(2) Mr. Sarell may feel that the Israeli has no more problem of identity than an Italian in Italy or a Greek in Greece. Yet one hears voices, within Israel and without, that lament the “amnesia” among the young regarding the nineteen-hundred-year history of the Diaspora. Be that as it may; I have not been in Israel or studied its problems. My essay was a personal one, for any sense of identity is a tension of parochial experiences with both tradition and universal values. My experiences were in the cosmopolitan ghettos of New York, and it is with that past that I have to come to terms.
(3) Regarding the interpretations of Maimonides: I said that there was an esoteric tradition—and one that I had read during a year-long study of the Mishneh Torah—that the question whether or not a man really believes in God is less relevant than the necessity to fulfill all the ritual commandments, one of which is public avowal of God. The crucial problem for the Rambam was how to keep the Jewish community together in the midst of an alien environment, and for him—as for all Orthodox rabbis—the binding power of law and ritual was the means. Private belief, or disbelief, was irrelevant, so long as Halakhah was obeyed. (And, as I pointed out, there is even the further interpretation—of sod?—that Maimonides was motivated to stress this point in order to seduce the apikorsim to public avowals of belief.)
But ultimately (as expressed in the Moreh Nebukhim) the world is not created for man, and man cannot judge the world and its evils; only God can. And while man has a free will, regarding his own decisions to do good or evil, he does not know God’s ways or God’s will. (See the discussion of the freedom of will from the Mishneh Torah in the Jewish reader edited by Nahum Glatzer, In Time and Eternity, p. 68.) And this is the source of quietism. Rabbi Bassan does me a discourtesy in his stridency. I was not “top ready” to point to Orthodoxy alone as the source of passivity. I said that “we know about the ways in which hunger, fright, privation can depersonalize an individual.” But Orthodoxy does accept the view that “suffering is the badge, [and] one accepts it as a mark of fate,”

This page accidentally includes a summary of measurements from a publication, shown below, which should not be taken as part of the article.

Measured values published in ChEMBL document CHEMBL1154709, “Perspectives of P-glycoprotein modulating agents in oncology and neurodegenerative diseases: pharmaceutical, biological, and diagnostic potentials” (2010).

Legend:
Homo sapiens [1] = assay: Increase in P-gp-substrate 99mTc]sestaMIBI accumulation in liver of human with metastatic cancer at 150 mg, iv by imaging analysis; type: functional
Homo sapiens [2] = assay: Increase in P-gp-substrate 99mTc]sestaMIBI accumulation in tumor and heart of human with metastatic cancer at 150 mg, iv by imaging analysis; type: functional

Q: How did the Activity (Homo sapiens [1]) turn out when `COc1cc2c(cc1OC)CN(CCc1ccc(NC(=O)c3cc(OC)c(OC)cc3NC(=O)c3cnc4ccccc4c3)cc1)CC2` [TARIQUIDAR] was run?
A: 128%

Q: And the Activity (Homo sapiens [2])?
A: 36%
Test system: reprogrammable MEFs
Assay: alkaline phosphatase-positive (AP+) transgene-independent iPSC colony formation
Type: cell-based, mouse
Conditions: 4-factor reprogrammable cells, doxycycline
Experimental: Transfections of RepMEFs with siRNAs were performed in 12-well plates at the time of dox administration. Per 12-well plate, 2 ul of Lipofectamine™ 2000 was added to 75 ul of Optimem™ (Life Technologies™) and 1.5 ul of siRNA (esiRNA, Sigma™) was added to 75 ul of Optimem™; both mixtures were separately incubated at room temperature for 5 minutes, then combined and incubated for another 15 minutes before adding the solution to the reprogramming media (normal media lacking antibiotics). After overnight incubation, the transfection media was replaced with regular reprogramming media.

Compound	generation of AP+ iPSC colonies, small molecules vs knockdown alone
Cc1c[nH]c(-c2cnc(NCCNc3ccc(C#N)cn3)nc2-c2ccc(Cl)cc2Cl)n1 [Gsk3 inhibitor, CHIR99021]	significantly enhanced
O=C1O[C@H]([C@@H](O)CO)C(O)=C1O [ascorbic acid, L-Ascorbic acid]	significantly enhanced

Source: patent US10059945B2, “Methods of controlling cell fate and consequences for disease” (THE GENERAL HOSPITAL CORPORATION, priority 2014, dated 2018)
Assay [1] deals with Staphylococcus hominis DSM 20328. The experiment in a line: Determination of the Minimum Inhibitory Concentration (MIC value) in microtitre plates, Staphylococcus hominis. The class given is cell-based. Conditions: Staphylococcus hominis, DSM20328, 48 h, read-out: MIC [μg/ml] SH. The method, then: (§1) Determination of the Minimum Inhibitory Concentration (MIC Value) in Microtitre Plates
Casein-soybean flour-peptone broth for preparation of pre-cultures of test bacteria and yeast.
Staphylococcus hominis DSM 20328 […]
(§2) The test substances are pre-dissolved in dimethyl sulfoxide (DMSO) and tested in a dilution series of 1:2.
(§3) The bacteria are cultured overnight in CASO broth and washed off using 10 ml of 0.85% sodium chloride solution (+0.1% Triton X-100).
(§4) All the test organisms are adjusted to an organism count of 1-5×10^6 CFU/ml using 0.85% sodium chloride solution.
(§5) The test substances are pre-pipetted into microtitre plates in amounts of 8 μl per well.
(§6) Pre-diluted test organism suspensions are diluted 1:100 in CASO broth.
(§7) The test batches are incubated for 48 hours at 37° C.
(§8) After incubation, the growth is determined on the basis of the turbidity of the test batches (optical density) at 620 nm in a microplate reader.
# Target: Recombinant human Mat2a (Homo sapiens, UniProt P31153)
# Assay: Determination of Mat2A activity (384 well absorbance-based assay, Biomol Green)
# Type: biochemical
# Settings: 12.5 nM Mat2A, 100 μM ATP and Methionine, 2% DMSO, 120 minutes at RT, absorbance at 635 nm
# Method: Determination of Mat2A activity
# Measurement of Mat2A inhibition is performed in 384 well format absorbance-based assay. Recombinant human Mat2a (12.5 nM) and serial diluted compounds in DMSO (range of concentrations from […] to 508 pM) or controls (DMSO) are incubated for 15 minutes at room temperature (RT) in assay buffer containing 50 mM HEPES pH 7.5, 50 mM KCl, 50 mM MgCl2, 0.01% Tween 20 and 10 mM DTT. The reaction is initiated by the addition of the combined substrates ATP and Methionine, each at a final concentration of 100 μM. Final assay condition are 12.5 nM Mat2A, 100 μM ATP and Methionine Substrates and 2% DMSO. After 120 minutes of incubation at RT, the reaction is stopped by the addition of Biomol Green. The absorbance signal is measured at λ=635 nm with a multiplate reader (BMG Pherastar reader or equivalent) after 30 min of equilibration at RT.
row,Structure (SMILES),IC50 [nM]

(4) I agree with much of what Mr. Steiner writes, though I doubt the justice of his remarks concerning (among others) Herman Kahn. (It may well be that the wartime death of six million Jews—and over thirty million Russians—has led some tough-minded individuals to seek the survival of some persons in the event that the madness of nuclear holocaust erupts.) For the modern Jew, self-emancipation—one facet of identity—is a “twice-born” process: once for “the race,” once for himself. The crucial point is that for many young Jews, particularly the young Jewish intellectuals, the “idea” of “the race” becomes increasingly “unreal”—as the recent COMMENTARY symposium demonstrated. And some rude jolt may be in store for them. I believe, with Mr. Steiner, that the daemon of anti-Semitism lies thinly sub specie aeternitatis; more particularly, the conditions of American life in the next decade—the rebuffs abroad, the tensions of waiting (Americans prefer “action” to the sweating out of political disaster), and the cracks in the armor of American omnipotence—may bring it to the surface. But that is another, and sadder, essay.